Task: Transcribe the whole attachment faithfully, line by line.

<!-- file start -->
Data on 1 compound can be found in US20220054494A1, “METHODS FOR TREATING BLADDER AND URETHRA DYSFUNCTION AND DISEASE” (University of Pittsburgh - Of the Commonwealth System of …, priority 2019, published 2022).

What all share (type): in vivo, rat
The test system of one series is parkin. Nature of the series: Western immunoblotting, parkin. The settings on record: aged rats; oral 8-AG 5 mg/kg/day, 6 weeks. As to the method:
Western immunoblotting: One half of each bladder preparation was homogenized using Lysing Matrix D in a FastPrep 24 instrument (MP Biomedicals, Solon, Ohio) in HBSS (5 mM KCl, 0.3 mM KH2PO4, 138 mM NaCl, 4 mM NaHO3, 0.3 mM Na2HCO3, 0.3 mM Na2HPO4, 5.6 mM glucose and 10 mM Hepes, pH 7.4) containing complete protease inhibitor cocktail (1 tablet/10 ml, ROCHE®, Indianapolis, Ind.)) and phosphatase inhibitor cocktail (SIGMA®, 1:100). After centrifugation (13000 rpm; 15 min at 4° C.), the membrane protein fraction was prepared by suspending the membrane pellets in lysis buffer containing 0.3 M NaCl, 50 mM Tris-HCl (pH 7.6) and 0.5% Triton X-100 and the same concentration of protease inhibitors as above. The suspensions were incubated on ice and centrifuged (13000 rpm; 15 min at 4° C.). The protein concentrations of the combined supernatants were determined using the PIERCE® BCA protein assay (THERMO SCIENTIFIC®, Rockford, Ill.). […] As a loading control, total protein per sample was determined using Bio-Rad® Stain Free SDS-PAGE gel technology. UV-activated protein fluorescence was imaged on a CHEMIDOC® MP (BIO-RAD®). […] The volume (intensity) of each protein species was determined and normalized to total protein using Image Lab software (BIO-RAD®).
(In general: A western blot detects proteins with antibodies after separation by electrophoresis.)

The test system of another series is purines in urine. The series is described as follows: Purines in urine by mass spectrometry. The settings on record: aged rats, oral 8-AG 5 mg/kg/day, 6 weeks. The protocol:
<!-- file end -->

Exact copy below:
Data on 1 compound can be found in US20220054494A1, “METHODS FOR TREATING BLADDER AND URETHRA DYSFUNCTION AND DISEASE” (University of Pittsburgh - Of the Commonwealth System of …, priority 2019, published 2022).

What all share (type): in vivo, rat
The test system of one series is parkin. Nature of the series: Western immunoblotting, parkin. The settings on record: aged rats; oral 8-AG 5 mg/kg/day, 6 weeks. As to the method:
Western immunoblotting: One half of each bladder preparation was homogenized using Lysing Matrix D in a FastPrep 24 instrument (MP Biomedicals, Solon, Ohio) in HBSS (5 mM KCl, 0.3 mM KH2PO4, 138 mM NaCl, 4 mM NaHO3, 0.3 mM Na2HCO3, 0.3 mM Na2HPO4, 5.6 mM glucose and 10 mM Hepes, pH 7.4) containing complete protease inhibitor cocktail (1 tablet/10 ml, ROCHE®, Indianapolis, Ind.)) and phosphatase inhibitor cocktail (SIGMA®, 1:100). After centrifugation (13000 rpm; 15 min at 4° C.), the membrane protein fraction was prepared by suspending the membrane pellets in lysis buffer containing 0.3 M NaCl, 50 mM Tris-HCl (pH 7.6) and 0.5% Triton X-100 and the same concentration of protease inhibitors as above. The suspensions were incubated on ice and centrifuged (13000 rpm; 15 min at 4° C.). The protein concentrations of the combined supernatants were determined using the PIERCE® BCA protein assay (THERMO SCIENTIFIC®, Rockford, Ill.). […] As a loading control, total protein per sample was determined using Bio-Rad® Stain Free SDS-PAGE gel technology. UV-activated protein fluorescence was imaged on a CHEMIDOC® MP (BIO-RAD®). […] The volume (intensity) of each protein species was determined and normalized to total protein using Image Lab software (BIO-RAD®).
(In general: A western blot detects proteins with antibodies after separation by electrophoresis.)

The test system of another series is purines in urine. The series is described as follows: Purines in urine by mass spectrometry. The settings on record: aged rats, oral 8-AG 5 mg/kg/day, 6 weeks. The protocol: